Mining and Metallurgy. He advocated
the encouragement) of the coal mining
industry of B. C.
Spring assizes will be held as follows;
Nelson, May I; Cranbrook, May 8;
' Fernie, May 15; Namaimo, May 22;
Kamloops, May 29; Vernon, June 5;
New Westminster, May 8; Victoria,
May 8; Prince Rupert, tfiine 6.
Subscribe to your Local Paper NOW.
Financial and
Market News
Financial and Market News gathered
.   by private direct wires from the
world's market centres by
Burdick, Logan & Company, Limited
737, Granville Street,
Vancouver, B. C.
Special to the Herald
Copper
Copper market is quiet, with fair
amount of inquiry. Prices are. firm,
with little metal offering under 17 34
cents, and then only in order to keep
in touch with the market. European
inquiry is in moderate volume, and
sales small. Both foreign and domestic buyers seem to be awaiting developments in the stock market to give
them better indication of trend of
American business during second half
year. They appear to feel that unless
March shipments are' as large as many
expect them to be, there is little to be
gained by making commitments ' at
present with sufficient metal on their
books to carry them for another two
months. One reason for the comparatively small buying by Europe in the
American market for the last week or
so has been reselling by German fabricators. With Ruhr complications
affecting their operations German'
firms find their copper afloat yields
them better "mark" profit at present
exchange .rates than if they attempted
to work it up in their own plants.
Amount of copper thus appearing,
while sufficient to satisfy considerably
part of present British,' French and
Scandinavian demands, is comparatively small in total aud with renewed
buying in earnest will not effect the
market materially.
Oil
London—P. C. Heyden, Venezuelan
consul general at London, announces
another oil gusher of 10,000 barrels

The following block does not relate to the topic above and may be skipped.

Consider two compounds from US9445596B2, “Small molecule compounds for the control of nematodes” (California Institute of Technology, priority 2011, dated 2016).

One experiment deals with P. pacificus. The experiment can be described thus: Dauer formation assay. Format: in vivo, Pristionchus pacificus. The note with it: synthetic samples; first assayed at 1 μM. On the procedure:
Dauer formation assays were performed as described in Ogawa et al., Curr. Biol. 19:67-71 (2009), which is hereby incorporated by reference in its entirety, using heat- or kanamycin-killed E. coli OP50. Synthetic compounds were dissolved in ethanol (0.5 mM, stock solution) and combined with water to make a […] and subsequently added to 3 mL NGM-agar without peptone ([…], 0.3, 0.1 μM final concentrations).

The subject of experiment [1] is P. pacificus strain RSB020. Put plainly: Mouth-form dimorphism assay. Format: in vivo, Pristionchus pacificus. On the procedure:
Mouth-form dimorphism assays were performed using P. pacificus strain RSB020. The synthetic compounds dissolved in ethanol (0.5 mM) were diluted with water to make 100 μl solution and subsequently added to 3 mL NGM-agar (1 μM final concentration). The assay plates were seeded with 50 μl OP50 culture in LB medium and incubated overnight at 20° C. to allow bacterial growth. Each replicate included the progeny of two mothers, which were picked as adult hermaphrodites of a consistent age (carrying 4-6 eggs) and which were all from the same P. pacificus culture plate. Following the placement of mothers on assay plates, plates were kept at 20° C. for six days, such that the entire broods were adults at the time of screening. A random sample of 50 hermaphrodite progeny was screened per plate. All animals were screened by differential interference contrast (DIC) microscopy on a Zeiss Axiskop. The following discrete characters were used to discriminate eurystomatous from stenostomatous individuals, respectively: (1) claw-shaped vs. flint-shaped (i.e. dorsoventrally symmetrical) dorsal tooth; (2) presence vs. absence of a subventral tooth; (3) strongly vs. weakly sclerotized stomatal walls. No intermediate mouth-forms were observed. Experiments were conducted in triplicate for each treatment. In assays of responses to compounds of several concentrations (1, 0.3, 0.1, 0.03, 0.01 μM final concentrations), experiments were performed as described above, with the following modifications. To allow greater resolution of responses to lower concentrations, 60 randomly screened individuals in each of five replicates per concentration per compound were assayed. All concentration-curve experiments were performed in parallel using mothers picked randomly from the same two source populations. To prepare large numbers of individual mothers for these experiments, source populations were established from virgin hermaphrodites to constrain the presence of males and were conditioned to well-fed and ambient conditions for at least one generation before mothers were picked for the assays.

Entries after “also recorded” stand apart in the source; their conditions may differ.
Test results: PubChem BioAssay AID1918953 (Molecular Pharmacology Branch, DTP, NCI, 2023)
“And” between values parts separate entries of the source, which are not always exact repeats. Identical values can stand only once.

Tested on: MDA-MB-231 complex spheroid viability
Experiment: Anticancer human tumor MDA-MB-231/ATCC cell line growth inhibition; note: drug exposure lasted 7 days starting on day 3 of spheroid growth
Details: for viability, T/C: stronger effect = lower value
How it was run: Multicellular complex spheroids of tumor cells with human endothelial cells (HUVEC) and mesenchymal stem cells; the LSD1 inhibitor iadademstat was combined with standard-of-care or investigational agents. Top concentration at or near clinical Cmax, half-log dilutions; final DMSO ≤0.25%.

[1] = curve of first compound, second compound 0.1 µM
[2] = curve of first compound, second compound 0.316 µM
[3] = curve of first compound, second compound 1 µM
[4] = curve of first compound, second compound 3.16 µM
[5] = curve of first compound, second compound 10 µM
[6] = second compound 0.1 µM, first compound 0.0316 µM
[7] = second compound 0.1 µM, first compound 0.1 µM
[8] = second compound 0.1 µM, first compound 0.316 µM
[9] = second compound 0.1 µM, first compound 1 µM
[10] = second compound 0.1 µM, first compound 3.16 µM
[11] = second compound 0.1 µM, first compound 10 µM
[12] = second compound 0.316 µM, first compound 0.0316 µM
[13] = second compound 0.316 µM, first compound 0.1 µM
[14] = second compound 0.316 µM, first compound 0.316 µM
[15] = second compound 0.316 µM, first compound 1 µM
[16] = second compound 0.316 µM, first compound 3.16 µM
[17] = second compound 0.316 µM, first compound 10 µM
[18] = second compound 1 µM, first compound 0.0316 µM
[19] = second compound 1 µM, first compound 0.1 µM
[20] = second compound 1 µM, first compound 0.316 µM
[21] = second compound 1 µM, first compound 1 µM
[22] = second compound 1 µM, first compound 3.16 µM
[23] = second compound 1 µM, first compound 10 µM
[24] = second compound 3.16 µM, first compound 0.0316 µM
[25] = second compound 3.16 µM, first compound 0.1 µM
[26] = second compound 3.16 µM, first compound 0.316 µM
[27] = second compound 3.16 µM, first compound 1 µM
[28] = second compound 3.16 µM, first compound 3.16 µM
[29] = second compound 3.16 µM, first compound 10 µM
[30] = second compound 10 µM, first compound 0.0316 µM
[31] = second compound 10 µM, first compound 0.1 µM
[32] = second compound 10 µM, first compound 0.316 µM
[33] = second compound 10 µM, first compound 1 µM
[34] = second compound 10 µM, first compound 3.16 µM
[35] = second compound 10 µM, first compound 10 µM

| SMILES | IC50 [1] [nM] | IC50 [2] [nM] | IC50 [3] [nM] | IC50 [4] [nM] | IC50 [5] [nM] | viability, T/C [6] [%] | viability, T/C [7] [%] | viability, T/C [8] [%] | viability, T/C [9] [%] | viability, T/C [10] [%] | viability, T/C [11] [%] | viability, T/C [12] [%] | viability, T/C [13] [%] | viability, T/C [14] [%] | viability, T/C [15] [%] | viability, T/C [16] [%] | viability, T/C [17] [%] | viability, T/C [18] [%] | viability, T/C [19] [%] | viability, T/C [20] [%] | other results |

daily at Las Flores, near Maracaibo,
Veuezulo, on property of British Con
trolled Oilfields. He intimated "Venezuela is rapidly succeeding Mexico
as an oil source. "Not only around
Maracaibo, but along both sides of
River Orinoco eastward to the sea", he
says, "they are finding ail in the
northern part of Venezuela, soil is so
full'of oil that people prod the ground
with sticks and take away in cans all
the oil they need," British Controlled
shares rose from 10s, 7 l-2d. to 12s. (3d,
Wednesday.
Coal x
'London—British coal output for the
week ended March 2* was 5,708,000
tons. British coal output of 5,703,000
tons is the third consecutive wepk
tonnage has exceeded 5,700,000 tons,
Previous week's output was 5,721,000
tons. Output a year ago was
4,029,000 tons and two years ago,
3,680,000 tons. HP
Wool
Boston—For first time in its history
American Woolen Co. is operating at
100 per cent, capacity, every spindle
and Loom being in operation. Pre*
sure for production is so great that
within a fortnight, overtime work will
be necessary and some mills will be
obliged to operate nights.
No man is too big to be courteous,
but many men are too little.
Premier . Oliver Meets with
Success.   Labor Conditions
are Better
Victoria April 24th.—Reports everywhere from the prairie provinces
indicate that Premier Oliver has met
with surprising support in the provincial fight for equal freight rates. Last
.week he spoke at Calgary, Saskatoon;
Swift Current, Medicine Hat and
Lethbridge and was assured of the
unanimous support of the prairie
people. His prediction that British
Columbia ports will be the most
important in ten years and his clear
explanation of the freight rate situation have stirred the business men